We’ve all heard the stories about lawyers using social media to research jurors and to gather evidence about opponents. But here’s a new twist: even judges look to Facebook to find information about the parties appearing before them.
In Purvis v. Commissioner of Social Sec., 2011 WL 741234 (D.N.J., Feb. 23, 2011), the question before federal judge Susan Davis Wigenton was whether the plaintiff had been wrongfully denied Social Security benefits. Ultimately the judge determined that the question of whether plaintiff’s asthma made her disabled needed to go back to the Social Security office for further proceedings. But the judge had some pretty severe skepticism about the merits of the plaintiff’s claim, expressed in this footnote:
Although the Court remands the ALJ’s decision for a more detailed finding, it notes that in the course of its own research, it discovered one profile picture on what is believed to be Plaintiff’s Facebook page where she appears to be smoking. Profile Pictures by Theresa Purvis, Facebook, [link omitted because it's broken] (last visited Feb. 16, 2011). If accurately depicted, Plaintiff’s credibility is justifiably suspect.
I guess the moral of the story is to hide your smokes when someone pulls out a camera. Or maybe there’s an even bigger lesson. What do you think? Leave your comments.
Lewton v. Divingnzzo, 2011 WL 692292 (D.Neb. Feb. 18, 2011)
Defendant thought her ex-husband was abusing their daughter during visitations. To prove these allegations in the custody case, defendant sewed an electronic recording device into the little girl’s favorite teddy bear. After the daughter returned from visiting with her father, the mom would unstitch the teddy bear and download the recorded conversations onto her computer.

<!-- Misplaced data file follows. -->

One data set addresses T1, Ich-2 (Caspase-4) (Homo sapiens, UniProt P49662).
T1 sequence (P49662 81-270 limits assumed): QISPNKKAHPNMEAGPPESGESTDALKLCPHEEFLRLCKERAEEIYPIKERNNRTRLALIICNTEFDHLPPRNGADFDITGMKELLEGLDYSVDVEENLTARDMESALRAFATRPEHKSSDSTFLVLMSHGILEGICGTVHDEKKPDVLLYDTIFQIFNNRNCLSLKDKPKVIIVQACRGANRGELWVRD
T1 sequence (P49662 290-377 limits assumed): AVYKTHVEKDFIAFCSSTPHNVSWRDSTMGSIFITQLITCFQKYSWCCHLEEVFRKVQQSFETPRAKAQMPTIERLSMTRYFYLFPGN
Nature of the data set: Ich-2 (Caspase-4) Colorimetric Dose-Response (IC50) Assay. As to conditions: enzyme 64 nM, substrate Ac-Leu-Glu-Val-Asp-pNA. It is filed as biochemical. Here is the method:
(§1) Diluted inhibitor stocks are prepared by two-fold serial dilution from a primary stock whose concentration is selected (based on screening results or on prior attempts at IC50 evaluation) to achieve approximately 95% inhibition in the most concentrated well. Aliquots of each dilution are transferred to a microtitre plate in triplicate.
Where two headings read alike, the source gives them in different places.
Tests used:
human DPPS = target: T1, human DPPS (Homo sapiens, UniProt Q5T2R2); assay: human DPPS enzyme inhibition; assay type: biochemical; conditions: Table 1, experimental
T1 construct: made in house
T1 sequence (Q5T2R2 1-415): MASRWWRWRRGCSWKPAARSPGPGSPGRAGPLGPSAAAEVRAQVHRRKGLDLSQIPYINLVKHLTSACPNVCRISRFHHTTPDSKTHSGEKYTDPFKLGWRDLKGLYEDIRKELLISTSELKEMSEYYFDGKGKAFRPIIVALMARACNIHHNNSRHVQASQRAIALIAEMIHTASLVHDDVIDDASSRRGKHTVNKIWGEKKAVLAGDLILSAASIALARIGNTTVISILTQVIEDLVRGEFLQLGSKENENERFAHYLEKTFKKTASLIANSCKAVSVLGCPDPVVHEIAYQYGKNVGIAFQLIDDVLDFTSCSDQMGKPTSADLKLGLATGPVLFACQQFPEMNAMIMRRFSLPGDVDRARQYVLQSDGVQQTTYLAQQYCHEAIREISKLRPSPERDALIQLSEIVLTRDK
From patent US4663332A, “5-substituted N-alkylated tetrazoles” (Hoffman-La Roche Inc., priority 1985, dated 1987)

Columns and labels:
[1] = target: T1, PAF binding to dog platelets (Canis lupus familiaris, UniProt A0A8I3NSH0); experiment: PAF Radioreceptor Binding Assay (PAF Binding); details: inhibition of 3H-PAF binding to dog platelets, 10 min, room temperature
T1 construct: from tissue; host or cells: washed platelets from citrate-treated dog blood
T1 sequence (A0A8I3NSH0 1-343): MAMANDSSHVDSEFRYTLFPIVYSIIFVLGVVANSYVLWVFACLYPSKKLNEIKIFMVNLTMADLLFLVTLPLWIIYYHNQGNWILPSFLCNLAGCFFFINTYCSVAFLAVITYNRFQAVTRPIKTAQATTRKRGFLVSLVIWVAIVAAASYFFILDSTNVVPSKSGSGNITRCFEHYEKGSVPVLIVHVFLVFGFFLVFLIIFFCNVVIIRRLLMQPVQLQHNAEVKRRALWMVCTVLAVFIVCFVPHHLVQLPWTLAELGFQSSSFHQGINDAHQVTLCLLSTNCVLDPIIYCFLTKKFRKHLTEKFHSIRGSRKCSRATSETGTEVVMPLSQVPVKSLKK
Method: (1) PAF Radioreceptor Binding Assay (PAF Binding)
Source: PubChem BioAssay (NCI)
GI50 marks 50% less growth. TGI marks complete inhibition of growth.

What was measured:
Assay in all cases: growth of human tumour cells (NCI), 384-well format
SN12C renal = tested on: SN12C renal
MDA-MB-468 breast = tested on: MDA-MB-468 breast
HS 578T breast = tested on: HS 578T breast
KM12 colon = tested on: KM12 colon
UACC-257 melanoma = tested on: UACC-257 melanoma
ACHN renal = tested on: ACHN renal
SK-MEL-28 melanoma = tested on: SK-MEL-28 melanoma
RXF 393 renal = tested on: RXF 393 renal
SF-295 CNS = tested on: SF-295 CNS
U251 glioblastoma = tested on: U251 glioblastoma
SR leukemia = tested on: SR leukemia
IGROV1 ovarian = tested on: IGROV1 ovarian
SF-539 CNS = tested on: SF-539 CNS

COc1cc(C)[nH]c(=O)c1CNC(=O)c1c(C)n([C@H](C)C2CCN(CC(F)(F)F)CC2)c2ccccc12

She tried using the transcribed recordings as evidence in the state court custody proceeding. But the judge would not let them into evidence because they violated Nebraska law. The father and others whose conversations were recorded via the teddy bear sued the mom under the federal Electronic Communications Privacy Act.
Both sides moved for summary judgment. The court ruled in favor of the father, finding that the surreptitious recording did not fit into any exception of the ECPA.
The ECPA provides a private right of action to any person whose wire, oral or electronic communication is intercepted, disclosed or intentionally used in violation of the ECPA. Looking to Eighth Circuit authority, the court observed that the ECPA prohibits all wiretapping that is not specifically exempted by the statute.
No doubt this was a tough case – a parent fearing for the safety of his or her child might have strong reasons to resort to eavesdropping to protect the child. But the court was hamstrung – “[w]hile the notion that a parent or guardian should be able to listen to a child’s conversations to protect the child from harm may have merit as a matter of policy, it is for Congress, not the courts, to alter the provisions of the statute.”
The court ordered the defendant and her father (who had transcribed the recordings) to pay $10,000 to each of the offended plaintiffs. The defendant’s lawyer who had distributed the recordings to the guardian ad litem and others was found to have violated the ECPA but was not ordered to pay any money damages.
Mancuso v. Florida Metropolitan University, Inc., 2011 WL 310726 (S.D. Fla. January 28, 2011 )
Plaintiff sued his former employer seeking back overtime wages. In preparing its defense of the case, the employer sent supboenas to Facebook and Myspace seeking information about plaintiff’s use of those platforms. (The employer probably wanted to subtract the amount of time plaintiff spent messing around online from his claim of back pay.) Plaintiff moved to quash the subpoenas, claiming that his accounts contained confidential and privileged information. The court denied the motion as to these social networking accounts, but did so kind of on a technicality. The subpoenas were issued out of federal district courts in California, and since this court (in Florida) did not have jurisdiction over the issuance of those subpoenas, it had to deny the motion to quash.